Individual differences in driver inattention: the attention-related driving errors scale.

Research paper by Rubén D RD Ledesma, Silvana A SA Montes, Fernando M FM Poó, María F MF López-Ramón

Indexed on: 08 Apr '10Published on: 08 Apr '10Published in: Traffic injury prevention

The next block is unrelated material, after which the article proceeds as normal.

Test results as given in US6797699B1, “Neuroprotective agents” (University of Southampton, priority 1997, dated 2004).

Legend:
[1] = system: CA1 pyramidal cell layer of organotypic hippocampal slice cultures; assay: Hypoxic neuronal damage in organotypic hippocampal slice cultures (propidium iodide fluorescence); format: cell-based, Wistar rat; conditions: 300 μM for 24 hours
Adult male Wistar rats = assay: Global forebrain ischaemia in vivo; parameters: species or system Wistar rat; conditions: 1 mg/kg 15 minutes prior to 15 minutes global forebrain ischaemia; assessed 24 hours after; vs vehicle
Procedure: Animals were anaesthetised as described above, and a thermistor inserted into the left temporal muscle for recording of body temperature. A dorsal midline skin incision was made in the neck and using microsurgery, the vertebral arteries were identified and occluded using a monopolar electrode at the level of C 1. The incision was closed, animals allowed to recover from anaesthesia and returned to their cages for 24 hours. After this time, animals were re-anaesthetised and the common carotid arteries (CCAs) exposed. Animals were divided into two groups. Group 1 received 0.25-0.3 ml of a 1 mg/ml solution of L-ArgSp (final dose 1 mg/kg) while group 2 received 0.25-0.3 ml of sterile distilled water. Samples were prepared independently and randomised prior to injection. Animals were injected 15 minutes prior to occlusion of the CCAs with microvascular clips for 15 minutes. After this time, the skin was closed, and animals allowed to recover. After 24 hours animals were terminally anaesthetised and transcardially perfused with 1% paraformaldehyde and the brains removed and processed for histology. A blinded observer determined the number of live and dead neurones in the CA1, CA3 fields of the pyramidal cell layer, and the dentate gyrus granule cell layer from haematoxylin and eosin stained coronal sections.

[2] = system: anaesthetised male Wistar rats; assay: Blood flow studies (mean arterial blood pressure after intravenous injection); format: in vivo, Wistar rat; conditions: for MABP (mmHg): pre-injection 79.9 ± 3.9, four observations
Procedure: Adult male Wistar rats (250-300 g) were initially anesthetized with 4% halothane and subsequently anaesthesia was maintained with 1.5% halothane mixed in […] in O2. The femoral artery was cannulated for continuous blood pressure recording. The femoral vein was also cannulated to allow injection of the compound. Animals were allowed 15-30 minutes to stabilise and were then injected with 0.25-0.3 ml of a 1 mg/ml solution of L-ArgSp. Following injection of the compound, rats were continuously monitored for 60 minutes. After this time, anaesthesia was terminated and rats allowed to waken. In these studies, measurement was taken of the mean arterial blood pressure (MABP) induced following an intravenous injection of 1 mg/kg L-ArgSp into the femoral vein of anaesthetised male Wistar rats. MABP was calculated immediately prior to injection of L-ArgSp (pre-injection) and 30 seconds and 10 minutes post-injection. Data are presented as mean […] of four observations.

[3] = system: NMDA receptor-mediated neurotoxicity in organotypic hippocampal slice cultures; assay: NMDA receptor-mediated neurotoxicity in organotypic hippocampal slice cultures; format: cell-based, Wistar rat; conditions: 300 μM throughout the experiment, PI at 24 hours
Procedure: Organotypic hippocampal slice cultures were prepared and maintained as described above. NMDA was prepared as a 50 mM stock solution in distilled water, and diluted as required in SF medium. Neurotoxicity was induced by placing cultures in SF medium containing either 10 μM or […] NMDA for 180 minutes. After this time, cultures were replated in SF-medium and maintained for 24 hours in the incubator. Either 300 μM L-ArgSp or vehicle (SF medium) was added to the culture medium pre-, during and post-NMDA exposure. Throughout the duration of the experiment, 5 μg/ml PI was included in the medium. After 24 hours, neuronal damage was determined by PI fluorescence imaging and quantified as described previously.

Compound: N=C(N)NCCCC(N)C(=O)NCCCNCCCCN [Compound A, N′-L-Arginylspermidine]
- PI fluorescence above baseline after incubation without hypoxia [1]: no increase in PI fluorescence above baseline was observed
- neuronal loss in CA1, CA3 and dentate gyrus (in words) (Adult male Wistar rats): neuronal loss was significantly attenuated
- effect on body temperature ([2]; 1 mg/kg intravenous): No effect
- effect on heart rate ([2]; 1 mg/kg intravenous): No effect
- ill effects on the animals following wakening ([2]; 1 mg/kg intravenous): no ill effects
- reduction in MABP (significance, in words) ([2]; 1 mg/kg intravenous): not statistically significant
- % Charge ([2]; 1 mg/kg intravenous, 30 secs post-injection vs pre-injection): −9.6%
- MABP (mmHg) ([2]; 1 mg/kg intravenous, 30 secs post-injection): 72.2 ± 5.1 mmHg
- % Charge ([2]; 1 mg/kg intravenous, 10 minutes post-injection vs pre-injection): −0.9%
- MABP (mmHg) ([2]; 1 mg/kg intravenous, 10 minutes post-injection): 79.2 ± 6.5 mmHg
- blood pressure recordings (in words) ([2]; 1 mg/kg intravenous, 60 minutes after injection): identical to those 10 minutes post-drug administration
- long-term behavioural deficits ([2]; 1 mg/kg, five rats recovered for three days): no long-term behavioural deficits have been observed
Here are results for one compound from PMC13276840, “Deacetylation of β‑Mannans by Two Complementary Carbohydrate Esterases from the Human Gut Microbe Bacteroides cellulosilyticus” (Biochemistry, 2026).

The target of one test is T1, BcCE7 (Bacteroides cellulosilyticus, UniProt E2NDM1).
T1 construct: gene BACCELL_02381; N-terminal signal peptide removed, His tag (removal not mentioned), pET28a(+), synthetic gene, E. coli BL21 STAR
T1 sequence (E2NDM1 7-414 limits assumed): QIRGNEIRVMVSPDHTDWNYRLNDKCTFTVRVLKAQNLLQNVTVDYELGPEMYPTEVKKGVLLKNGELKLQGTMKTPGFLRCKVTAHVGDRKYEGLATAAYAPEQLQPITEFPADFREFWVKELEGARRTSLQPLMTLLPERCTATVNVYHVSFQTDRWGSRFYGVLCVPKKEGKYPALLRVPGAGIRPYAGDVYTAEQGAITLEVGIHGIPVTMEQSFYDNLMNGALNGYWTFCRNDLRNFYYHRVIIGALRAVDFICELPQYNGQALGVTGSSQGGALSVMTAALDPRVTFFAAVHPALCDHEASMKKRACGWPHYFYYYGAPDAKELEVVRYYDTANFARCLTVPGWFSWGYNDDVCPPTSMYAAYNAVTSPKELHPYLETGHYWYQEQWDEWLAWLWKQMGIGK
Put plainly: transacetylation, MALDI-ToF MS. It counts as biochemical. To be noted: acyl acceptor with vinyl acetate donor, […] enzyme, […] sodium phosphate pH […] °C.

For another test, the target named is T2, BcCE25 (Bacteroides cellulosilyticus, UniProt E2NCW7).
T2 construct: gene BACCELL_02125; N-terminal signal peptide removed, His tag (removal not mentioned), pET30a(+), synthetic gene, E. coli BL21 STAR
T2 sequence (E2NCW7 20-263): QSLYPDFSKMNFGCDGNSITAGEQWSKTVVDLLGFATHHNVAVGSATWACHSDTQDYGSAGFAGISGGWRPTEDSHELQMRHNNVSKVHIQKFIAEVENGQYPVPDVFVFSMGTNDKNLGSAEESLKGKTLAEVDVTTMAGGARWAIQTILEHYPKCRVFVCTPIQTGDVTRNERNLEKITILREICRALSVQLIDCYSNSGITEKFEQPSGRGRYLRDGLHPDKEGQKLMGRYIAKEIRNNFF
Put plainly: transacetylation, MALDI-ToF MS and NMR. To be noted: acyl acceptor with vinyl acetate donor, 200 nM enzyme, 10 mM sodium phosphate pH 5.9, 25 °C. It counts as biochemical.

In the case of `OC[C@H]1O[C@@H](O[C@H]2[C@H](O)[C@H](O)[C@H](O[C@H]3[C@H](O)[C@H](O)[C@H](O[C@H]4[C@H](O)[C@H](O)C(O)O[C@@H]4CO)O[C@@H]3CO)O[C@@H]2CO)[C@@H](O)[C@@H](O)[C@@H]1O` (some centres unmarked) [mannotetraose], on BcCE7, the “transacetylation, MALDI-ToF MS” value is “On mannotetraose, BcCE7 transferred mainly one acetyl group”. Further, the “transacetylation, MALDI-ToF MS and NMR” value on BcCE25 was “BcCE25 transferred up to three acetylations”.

Driver inattention is one of the most common causes of traffic collisions. The aim of this work was to study the reliability and validity of the Attention-Related Driving Errors Scale (ARDES), a novel self-report measure that assesses individual differences in driving errors resulting from failures of attention. The relationship between driver inattention and general psychological variables that could be connected to these phenomena was also explored.Participants were a convenience sample of drivers drawn from the general population of Mar del Plata, Argentina (n = 301). Drivers responded to ARDES items, a sociodemographic questionnaire, and several validation measures. The internal structure of ARDES was assessed by factor analysis and internal consistency analysis. Analysis of covariance (ANCOVA) was applied to examine differences in ARDES scores due to sociodemographic variables. Logistic regression analysis was used to determine the association between ARDES and self-reported traffic crashes and tickets. Pearson's correlations were calculated between ARDES and validation measures.Factor analysis suggested the existence of one underlying factor. The 19 items proved to have discriminative power. The scale's internal consistency was high (Cronbach's alpha = .86). ARDES discriminated those who had reported road crashes and traffic tickets from those who had not. Correlations with validation measures were robust and theoretically consistent. Findings suggested that driving errors are strongly associated with general error proneness, lack of attention when performing everyday activities, and dissociative personality traits.The present study provides preliminary evidence for the validity and reliability of the ARDES scores. Further validation studies should be conducted applying other methodologies and sources of information, such as traffic records, driving simulations, or naturalistic methodologies.